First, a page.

Yes. Scouts plays a key role in supporting young people to become active citizens. Part of this journey is understanding democracy and how we can make change in society. We have prepared some activity ideas to help you to do this. These have been developed in partnership with other organisations that support young people to learn about democracy and politics in a neutral way. As always, impartiality is key and you should not use these opportunities to promote personal political views.  Instead, you should let young people explore their own beliefs whilst being guided by our Scout values.

Do say: Today we’re going to be doing an activity on how to take part in politics and make change.

Don’t say: Today we’re going to be doing an activity on why X party is better than Y party.

Can I invite politicians or candidates to our group?

Yes. Scouts, like other charities, are free to invite candidates and political party representatives to meetings about issues relevant to us. It's helpful to invite representatives from as wide a political spectrum as possible. You don't have to invite every party every time. You should not invite politicians who express views that do not align with our values of cooperation, care and respect. When deciding who to invite, try to be objective without bringing in your own party political views. While you should aim for political balance, you can invite your local MP on their own to your group. Your MP is your representative in Westminster and their role is to promote your local interests as their constituents, no matter what party they represent.

Do say: Dear candidates, would you like to come and talk to the Scouts about the issues you care about?

Don’t say: Let’s not invite candidate X as I don’t agree with their policy on the new ring road.

Can I contact local candidates in my capacity as a Scouts volunteer?

Yes, getting in touch with MPs and candidates in your capacity as a local community leader is a great way to raise issues that matter most to Scouts. You can write to them or meet them in person. When you represent Scouts you can’t give your support to a party or suggest you will vote for them. You are representing Scouts if you are in uniform or a necker, using your Scouts title, or have young people from Scouts in your care. Remember, you should reach out to more than one candidate if they are not your MP to ensure you are being politically neutral.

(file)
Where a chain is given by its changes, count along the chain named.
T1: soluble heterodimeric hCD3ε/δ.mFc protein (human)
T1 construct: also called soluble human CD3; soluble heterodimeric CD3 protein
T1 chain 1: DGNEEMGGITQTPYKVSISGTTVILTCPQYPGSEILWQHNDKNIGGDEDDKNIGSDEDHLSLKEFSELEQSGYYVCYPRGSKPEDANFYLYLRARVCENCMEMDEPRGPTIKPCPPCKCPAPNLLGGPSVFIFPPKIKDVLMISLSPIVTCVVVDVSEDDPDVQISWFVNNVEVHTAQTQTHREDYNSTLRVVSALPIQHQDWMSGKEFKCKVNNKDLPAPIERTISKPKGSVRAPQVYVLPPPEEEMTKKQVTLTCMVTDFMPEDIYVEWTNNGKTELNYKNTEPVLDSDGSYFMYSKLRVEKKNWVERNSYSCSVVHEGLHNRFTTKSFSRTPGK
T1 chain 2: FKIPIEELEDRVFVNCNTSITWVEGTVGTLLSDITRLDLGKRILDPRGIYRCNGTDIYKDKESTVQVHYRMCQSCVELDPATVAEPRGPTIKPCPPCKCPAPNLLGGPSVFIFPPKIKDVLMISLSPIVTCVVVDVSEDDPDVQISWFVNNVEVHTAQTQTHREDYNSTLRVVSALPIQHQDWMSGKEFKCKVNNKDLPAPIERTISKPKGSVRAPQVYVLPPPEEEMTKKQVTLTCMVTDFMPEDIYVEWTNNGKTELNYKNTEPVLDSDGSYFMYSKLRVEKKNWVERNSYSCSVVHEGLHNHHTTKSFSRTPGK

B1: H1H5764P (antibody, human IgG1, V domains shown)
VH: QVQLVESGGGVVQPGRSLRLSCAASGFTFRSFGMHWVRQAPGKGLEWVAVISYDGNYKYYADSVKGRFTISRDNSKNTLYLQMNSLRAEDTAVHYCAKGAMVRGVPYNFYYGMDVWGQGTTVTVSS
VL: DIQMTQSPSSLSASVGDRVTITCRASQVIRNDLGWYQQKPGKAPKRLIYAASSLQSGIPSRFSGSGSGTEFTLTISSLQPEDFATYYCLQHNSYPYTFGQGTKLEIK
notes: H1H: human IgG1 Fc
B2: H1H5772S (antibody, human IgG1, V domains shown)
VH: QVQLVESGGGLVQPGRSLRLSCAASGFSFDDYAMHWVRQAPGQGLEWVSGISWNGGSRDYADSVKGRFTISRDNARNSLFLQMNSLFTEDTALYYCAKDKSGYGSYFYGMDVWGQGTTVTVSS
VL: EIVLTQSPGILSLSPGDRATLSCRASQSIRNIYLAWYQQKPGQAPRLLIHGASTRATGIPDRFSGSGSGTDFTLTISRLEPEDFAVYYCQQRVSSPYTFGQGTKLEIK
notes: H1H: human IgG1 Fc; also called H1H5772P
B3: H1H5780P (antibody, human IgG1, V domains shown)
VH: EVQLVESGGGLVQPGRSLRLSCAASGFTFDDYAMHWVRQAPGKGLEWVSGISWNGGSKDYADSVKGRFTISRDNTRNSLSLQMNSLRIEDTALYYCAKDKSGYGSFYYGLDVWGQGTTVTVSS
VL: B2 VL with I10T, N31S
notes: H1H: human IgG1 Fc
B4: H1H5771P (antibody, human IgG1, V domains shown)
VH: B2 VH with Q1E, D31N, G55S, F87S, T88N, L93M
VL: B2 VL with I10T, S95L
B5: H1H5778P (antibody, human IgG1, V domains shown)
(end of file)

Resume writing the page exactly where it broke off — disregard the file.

Do say: Dear candidate, we would like our next MP to talk more about the importance of Scouts for children’s development in the House of Commons

Don’t say: Dear candidate, I will vote for you if you talk more about the importance of Scouts for children’s development in the House of Commons

Can political parties use my Scout Headquarters?

There is nothing in charity law that stop charities renting out their premises for hire. This can be a valuable way of raising funds for your group. You should not however let parties use your premises as a favour if you have a personal link as this could be seen as political bias. You may also wish to refuse a commercial hire if the organiser does not align with our Scout values.

Need more advice?

We know these rules can seem complex and sometimes require a discussion to decide whether your plans align with our charitable purpose. The Public Affairs team is always happy to support you with this thinking.